Health Expert Q&A | Expert Q&A | Bend | The Source Weekly - Bend, Oregon

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Bend Nest » Expert Q&A

Health Expert Q&A

Dr. Sheala Lansden, Pediatric Dentist, Bluefish Dental & Orthodontics

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Q
Can you recommend some school lunch ideas that are tooth-friendly? Which school lunch items should be avoided when considering dental health?

A As a mom of a three-year-old, I know packing lunches can be hard, especially with the temptation of using convenience food. Some schools in the Central Oregon area require lunches to include protein, fruits and vegetables.

Good protein options would be lunch meat, cheese, and hard-boiled eggs. Cheese actually contains the protein, casein, which is helpful in fighting cavities.

Fresh fruits and vegetables are great options: apples (also known as nature's toothbrush), carrots, and celery sticks can all help to cleanse the molars. If your child is hesitant to eat plain fruits or vegetables, you could always add something for them to dip them in like peanut butter.

We recommend limiting cookies and chips and completely avoiding fruit snacks and "sticky" candies.

Here are four of our favorite recipes, recommended by the U.S. Department of Health and Human Services, Administration for Children and Families, Head Start Bureau:

Nutty Balls

Roll softened cream cheese, cheddar cheese, or sugarless peanut butter balls in chopped nuts, roasted sesame seeds, or parsley. Chill before serving.

Stuffed Celery Sticks

Stuff celery with cream cheese or sugarless peanut butter, and top with sunflower seeds, roasted sesame seeds, paprika or caraway seeds.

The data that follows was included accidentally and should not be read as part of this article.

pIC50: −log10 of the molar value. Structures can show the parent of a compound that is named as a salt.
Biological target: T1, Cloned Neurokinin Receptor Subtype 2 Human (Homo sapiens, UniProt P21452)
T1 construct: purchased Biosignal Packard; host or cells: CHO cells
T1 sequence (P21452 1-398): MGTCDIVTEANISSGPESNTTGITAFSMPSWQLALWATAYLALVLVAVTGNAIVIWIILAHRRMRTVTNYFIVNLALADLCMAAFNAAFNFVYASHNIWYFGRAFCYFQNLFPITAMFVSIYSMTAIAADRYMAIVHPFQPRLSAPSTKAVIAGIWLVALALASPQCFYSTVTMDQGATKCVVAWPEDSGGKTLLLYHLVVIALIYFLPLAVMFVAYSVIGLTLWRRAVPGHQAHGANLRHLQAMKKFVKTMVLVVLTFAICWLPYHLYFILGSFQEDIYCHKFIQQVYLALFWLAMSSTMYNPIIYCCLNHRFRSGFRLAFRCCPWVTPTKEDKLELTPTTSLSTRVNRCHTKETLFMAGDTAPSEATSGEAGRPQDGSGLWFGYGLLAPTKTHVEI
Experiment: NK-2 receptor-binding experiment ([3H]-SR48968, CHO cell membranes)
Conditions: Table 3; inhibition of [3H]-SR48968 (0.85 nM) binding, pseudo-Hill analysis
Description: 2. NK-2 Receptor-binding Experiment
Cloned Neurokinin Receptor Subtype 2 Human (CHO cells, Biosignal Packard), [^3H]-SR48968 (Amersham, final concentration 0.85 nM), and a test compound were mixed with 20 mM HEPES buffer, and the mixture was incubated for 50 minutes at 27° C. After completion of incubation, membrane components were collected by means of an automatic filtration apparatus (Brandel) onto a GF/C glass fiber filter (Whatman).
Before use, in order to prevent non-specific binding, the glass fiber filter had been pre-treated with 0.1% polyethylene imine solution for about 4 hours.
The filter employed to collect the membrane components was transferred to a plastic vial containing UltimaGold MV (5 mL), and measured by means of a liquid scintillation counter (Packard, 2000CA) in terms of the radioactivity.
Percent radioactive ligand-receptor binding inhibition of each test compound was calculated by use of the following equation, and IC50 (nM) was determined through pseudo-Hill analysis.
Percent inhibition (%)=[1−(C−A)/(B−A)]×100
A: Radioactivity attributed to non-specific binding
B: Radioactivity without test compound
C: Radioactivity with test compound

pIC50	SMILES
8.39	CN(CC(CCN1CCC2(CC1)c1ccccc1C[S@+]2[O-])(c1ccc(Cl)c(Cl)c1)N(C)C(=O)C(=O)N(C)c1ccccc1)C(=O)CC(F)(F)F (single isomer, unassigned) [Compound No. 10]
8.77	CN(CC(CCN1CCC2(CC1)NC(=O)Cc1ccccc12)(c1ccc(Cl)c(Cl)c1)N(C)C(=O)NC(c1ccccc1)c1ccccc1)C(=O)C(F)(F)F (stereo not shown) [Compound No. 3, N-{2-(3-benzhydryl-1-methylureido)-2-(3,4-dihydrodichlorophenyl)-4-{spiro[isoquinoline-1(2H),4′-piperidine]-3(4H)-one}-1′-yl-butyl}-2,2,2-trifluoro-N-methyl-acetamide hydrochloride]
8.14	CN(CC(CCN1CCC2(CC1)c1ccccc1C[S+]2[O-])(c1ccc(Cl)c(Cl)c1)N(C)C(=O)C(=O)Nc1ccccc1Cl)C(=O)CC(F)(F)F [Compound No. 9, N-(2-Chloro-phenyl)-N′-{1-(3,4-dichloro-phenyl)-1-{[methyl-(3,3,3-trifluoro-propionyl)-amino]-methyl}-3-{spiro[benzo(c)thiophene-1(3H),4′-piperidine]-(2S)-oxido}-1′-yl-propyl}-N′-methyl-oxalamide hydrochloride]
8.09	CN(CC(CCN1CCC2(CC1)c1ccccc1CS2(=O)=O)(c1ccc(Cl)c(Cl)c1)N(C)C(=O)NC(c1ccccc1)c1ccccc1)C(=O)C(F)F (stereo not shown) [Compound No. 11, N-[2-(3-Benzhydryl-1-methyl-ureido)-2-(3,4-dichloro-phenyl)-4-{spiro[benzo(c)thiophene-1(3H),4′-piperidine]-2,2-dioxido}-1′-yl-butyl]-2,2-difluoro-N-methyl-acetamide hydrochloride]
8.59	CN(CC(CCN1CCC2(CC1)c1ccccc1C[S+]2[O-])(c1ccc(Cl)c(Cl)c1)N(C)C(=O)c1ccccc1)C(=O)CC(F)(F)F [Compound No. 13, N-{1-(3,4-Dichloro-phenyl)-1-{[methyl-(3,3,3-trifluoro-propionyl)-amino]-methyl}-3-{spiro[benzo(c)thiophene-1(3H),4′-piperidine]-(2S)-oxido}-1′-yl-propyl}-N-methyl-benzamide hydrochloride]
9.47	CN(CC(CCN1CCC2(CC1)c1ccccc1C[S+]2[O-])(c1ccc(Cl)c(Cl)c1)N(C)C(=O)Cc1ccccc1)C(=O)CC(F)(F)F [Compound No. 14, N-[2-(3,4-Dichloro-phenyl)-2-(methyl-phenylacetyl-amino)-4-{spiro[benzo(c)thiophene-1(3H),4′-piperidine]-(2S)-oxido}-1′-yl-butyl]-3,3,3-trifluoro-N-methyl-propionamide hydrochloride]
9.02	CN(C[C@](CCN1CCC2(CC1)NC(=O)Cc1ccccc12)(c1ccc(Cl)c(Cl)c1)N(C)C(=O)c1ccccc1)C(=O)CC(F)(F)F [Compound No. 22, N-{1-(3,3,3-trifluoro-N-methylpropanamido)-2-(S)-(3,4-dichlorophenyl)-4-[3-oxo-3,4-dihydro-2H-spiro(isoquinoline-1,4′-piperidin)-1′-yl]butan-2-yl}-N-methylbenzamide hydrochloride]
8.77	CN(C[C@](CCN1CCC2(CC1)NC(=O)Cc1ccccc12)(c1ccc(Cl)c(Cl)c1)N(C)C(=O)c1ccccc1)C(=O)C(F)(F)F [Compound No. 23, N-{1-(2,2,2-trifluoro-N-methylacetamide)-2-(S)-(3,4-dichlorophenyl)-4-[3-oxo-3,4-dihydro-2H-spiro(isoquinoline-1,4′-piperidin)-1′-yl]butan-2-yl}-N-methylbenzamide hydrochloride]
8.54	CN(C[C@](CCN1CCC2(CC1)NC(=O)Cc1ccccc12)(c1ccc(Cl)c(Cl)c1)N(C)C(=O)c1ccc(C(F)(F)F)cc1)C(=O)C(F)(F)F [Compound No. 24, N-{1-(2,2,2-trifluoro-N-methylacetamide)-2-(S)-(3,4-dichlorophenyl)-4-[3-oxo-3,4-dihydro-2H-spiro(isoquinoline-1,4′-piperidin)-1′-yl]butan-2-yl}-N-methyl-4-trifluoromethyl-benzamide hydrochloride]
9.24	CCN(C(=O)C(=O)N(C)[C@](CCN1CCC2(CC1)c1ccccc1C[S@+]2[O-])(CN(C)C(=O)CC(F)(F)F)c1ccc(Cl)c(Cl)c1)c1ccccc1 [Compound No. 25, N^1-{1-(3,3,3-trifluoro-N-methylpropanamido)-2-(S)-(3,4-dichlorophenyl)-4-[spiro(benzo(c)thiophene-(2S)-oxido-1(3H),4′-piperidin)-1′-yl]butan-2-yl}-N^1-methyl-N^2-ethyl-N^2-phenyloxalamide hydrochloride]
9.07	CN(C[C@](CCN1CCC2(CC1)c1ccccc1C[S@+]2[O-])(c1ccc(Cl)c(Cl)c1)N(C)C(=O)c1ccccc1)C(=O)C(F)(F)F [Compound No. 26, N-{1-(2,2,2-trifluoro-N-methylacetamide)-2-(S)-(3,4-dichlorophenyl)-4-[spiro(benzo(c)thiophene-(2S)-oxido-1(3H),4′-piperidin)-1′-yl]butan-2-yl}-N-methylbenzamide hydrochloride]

Individual Pizzas

Cover half of an English muffin with tomato sauce. Sprinkle grated mozzarella cheese over the sauce. Broil in oven until cheese melts.

Nutty Cheese Cookies
1/4 lb. grated cheddar
1 cup whole wheat flour
3 Tbsp. oil
1/4 tsp. Salt
Dash of cayenne pepper
3-4 Tbsp. milk
1/3 cup finely chopped nuts

Mix cheese, flour, oil, salt, and cayenne until crumbly. Add milk and nuts. Form into 1-inch balls.

Place on oiled cookie sheet and bake at 350 degrees for 20 minutes.

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Q
How do you know when your child is capable of brushing their own teeth?

A This is a common question from parents. A good rule of thumb is if a child has the dexterity to double knot their tennis shoes or write their name in cursive they ideally will be able to effectively brush on their own.

Encouraging them to brush for two minutes by using a timer or app on a phone will help as well. We still highly recommend parents supervise and "touch up brush" until they get the all-clear from the dentist.

Q

When can my kiddo stop taking fluoride supplements?

A Our office does not advocate for systemic fluoride. We do highly recommend topical application of fluoride through toothpaste and mouthwash. If you would like further information we encourage you to have the conversation with your dentist.

Q
 I know that sugar is bad for teeth but what about all of the natural sugar substitutes like Agave, honey, brown rice syrup, coconut sugar...? Are they any better?

A Great question!! The bacteria in your mouth that cause cavities, a.k.a "sugar bugs," do not care if the sugar is white, brown, organic or not organic. Sugar is sugar to them! Simple carbohydrates found in chips and cookies also convert to sugar in the mouth and provide the food needed for the sugar bugs to cause cavities. Everything in moderation.

We often recommend that if you or your children are going to have sugary food or drinks, it's best to consume them all at once, rather than frequently snacking or sipping. After eating, the bacteria in your mouth break down sugar and produce acid waste, which weakens enamel. It takes about 20 min for your body to bring the PH back to normal. Every time you snack or sip something sugary, the clock restarts. That can add up to A LOT of time throughout the day that teeth are exposed to cavity-causing acid.

email us your questions: angela@bendnest.com

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